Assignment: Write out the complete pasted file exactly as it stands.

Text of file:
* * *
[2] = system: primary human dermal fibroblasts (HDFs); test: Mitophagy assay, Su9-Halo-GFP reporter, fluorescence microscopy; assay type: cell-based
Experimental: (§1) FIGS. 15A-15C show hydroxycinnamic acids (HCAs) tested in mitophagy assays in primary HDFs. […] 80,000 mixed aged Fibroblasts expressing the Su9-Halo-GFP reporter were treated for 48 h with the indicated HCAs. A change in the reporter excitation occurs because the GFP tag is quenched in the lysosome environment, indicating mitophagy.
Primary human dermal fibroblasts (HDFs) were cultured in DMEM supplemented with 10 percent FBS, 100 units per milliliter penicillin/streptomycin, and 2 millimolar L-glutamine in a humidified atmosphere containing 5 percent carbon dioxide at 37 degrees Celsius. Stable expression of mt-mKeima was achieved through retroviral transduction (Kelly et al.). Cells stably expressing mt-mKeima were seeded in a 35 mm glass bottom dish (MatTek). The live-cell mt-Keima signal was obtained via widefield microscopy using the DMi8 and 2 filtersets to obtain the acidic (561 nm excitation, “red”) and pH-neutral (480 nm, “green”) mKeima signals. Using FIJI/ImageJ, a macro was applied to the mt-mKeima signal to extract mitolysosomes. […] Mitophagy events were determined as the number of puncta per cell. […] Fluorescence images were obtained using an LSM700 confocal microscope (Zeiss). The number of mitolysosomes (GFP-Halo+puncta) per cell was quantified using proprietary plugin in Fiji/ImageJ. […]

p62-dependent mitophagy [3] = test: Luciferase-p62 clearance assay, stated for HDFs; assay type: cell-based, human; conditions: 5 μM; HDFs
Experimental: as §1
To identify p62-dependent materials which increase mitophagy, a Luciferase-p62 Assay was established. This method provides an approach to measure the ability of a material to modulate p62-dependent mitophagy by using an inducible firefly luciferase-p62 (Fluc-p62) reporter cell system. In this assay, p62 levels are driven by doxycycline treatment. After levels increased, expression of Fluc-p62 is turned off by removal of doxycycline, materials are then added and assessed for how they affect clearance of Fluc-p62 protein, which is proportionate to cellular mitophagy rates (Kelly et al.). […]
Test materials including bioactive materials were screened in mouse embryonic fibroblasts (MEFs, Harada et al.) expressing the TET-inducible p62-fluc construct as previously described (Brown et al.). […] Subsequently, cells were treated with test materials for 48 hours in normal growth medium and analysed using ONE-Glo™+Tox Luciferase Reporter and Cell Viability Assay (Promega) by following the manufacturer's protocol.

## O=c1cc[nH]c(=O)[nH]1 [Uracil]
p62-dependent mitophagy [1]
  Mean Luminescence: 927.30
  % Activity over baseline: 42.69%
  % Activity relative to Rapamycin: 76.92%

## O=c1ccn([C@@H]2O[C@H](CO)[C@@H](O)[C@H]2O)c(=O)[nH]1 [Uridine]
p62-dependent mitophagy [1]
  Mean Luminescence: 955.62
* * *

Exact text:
[2] = system: primary human dermal fibroblasts (HDFs); test: Mitophagy assay, Su9-Halo-GFP reporter, fluorescence microscopy; assay type: cell-based
Experimental: (§1) FIGS. 15A-15C show hydroxycinnamic acids (HCAs) tested in mitophagy assays in primary HDFs. […] 80,000 mixed aged Fibroblasts expressing the Su9-Halo-GFP reporter were treated for 48 h with the indicated HCAs. A change in the reporter excitation occurs because the GFP tag is quenched in the lysosome environment, indicating mitophagy.
Primary human dermal fibroblasts (HDFs) were cultured in DMEM supplemented with 10 percent FBS, 100 units per milliliter penicillin/streptomycin, and 2 millimolar L-glutamine in a humidified atmosphere containing 5 percent carbon dioxide at 37 degrees Celsius. Stable expression of mt-mKeima was achieved through retroviral transduction (Kelly et al.). Cells stably expressing mt-mKeima were seeded in a 35 mm glass bottom dish (MatTek). The live-cell mt-Keima signal was obtained via widefield microscopy using the DMi8 and 2 filtersets to obtain the acidic (561 nm excitation, “red”) and pH-neutral (480 nm, “green”) mKeima signals. Using FIJI/ImageJ, a macro was applied to the mt-mKeima signal to extract mitolysosomes. […] Mitophagy events were determined as the number of puncta per cell. […] Fluorescence images were obtained using an LSM700 confocal microscope (Zeiss). The number of mitolysosomes (GFP-Halo+puncta) per cell was quantified using proprietary plugin in Fiji/ImageJ. […]

p62-dependent mitophagy [3] = test: Luciferase-p62 clearance assay, stated for HDFs; assay type: cell-based, human; conditions: 5 μM; HDFs
Experimental: as §1
To identify p62-dependent materials which increase mitophagy, a Luciferase-p62 Assay was established. This method provides an approach to measure the ability of a material to modulate p62-dependent mitophagy by using an inducible firefly luciferase-p62 (Fluc-p62) reporter cell system. In this assay, p62 levels are driven by doxycycline treatment. After levels increased, expression of Fluc-p62 is turned off by removal of doxycycline, materials are then added and assessed for how they affect clearance of Fluc-p62 protein, which is proportionate to cellular mitophagy rates (Kelly et al.). […]
Test materials including bioactive materials were screened in mouse embryonic fibroblasts (MEFs, Harada et al.) expressing the TET-inducible p62-fluc construct as previously described (Brown et al.). […] Subsequently, cells were treated with test materials for 48 hours in normal growth medium and analysed using ONE-Glo™+Tox Luciferase Reporter and Cell Viability Assay (Promega) by following the manufacturer's protocol.

## O=c1cc[nH]c(=O)[nH]1 [Uracil]
p62-dependent mitophagy [1]
  Mean Luminescence: 927.30
  % Activity over baseline: 42.69%
  % Activity relative to Rapamycin: 76.92%

## O=c1ccn([C@@H]2O[C@H](CO)[C@@H](O)[C@H]2O)c(=O)[nH]1 [Uridine]
p62-dependent mitophagy [1]
  Mean Luminescence: 955.62